Biology

Online users eagerly waiting for ‘April the giraffe’ to go into labor

Animal lovers eagerly waiting for ‘April the giraffe’ to go into labor

Thousands of animal lovers continue to watch live giraffe cam from the Animal Adventure Park as they are eagerly waiting for “April the giraffe” to go into labor.

In a recently-held question & answer session, park owner Jordan Patch said that when the giraffe will be seen stretching out and raising her tail, it will be a sign of pressure, indicating a contraction.

Thus, viewers around the world watch with bated breath every time the female giraffe lift’s her tail.

Debate over Great Barrier Reef’s decline continues

Debate over Great Barrier Reef’s death continues

Earlier this month, the Great Barrier Reef Marine Park Authority (GBRMPA) of Australia warned that numerous species in the popular reef would struggle to fully recover as it is experiencing an unprecedented mass coral bleaching for the second year in a row.

Most scientists believe that reefs across the globe, including Australia’s Great Barrier Reef, are dying due to global warming.

However, some coral reef experts and Republicans in particular argue that there is no strong evidence showing that manmade global warming is responsible for reef damages.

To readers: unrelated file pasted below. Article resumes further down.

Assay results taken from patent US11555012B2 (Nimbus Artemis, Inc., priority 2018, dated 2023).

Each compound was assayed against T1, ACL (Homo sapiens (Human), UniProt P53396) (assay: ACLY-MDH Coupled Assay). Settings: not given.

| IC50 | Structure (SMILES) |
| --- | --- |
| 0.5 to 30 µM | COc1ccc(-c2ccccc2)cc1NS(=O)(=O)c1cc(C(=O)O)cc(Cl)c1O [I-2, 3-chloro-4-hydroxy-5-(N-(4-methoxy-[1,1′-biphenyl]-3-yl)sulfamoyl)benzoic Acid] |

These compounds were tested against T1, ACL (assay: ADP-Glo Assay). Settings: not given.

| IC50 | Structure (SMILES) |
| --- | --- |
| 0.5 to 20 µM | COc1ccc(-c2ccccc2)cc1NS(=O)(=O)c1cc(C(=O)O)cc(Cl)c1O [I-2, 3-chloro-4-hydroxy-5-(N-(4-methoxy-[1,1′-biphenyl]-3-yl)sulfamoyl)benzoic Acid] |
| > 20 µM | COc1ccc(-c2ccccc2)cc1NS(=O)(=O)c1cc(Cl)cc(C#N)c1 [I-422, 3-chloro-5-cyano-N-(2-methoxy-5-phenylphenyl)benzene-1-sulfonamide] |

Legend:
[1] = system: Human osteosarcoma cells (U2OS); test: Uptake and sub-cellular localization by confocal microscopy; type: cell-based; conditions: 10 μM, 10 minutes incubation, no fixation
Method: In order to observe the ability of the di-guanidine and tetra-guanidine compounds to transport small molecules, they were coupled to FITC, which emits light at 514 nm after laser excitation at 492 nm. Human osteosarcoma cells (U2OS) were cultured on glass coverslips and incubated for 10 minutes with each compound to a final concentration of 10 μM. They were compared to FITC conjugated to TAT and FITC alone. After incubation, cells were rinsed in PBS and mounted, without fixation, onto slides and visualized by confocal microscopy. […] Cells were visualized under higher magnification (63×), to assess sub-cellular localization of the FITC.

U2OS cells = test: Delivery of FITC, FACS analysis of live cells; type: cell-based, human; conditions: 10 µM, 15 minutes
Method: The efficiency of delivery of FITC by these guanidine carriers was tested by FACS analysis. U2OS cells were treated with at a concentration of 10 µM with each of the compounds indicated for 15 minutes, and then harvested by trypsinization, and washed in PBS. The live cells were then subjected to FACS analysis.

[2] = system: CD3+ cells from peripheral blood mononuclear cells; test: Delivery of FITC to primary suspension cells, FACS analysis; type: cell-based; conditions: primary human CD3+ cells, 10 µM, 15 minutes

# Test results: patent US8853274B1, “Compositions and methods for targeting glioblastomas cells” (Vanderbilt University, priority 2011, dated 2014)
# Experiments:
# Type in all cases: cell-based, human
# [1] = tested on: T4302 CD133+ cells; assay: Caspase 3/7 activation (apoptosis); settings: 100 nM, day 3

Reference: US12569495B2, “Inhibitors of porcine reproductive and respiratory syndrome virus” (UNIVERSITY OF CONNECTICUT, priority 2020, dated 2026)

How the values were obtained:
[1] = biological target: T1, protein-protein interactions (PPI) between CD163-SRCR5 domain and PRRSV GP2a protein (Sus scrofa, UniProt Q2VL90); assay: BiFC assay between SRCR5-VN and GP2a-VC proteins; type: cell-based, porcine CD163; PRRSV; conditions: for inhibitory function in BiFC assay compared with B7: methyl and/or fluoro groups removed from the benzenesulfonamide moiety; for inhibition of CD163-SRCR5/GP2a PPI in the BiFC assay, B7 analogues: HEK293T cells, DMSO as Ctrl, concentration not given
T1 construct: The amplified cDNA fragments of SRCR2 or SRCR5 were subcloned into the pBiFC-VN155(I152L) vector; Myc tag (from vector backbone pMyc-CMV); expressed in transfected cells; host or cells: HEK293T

Researchers discover tardigrades’ superpowers identified in their DNA

Researchers discover tardigrades’ superpowers identified in their DNA

Microscopic tardigrades, which are also known as “water bears,” have intrigued scientists for centuries due to their ability to survive in really extreme conditions. Now, a team of researchers claimed to have the discovered the special proteins in their DNA that give the microscopic creatures their superpowers.

Tardigrades are merely 0.002 to 0.05 inches or 0.05 to 1.2 millimeters in length. Thus, these creatures can’t be seen with the naked eye. But, they have rotund heads and four pairs of chubby legs tipped with grasping claws.

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Researchers discover never-seen-before patterns in humpbacks’ behavior

Researchers discover never-seen-before patterns in humpbacks’ behavior

After observing the behavior of humpback whales for years, a team of marine biologists has discovered some never-seen-before patterns in their activities.

The research team studied humpback whales in a creek system on B.C.’s North Coast from 2005 to 2014, and found a “wave” pattern in their behavior. They discovered that humpback whales in the Kitimat creek system move in the wave pattern from the outer channels into the creeks in the fall.

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Researchers discover mysterious ‘wave pattern’ among humpback whales

Researchers discover mysterious ‘wave pattern’ among humpback whales

A years-long study on humpback whales in a creek on B.C.'s North Coast has revealed previously unknown pattern of movement among massive marine creatures.

A team of researchers surveyed the whales in the Kitimat creek system from 2005 to 2014 and found that the marine creatures move in a “wave pattern” from the outer channels in the spring inward into the creeks in the fall.

Lead researcher Janie Wray, of the North Coast Cetacean Society, said that the wave pattern was never recorded in other humpback whales in similar habitats.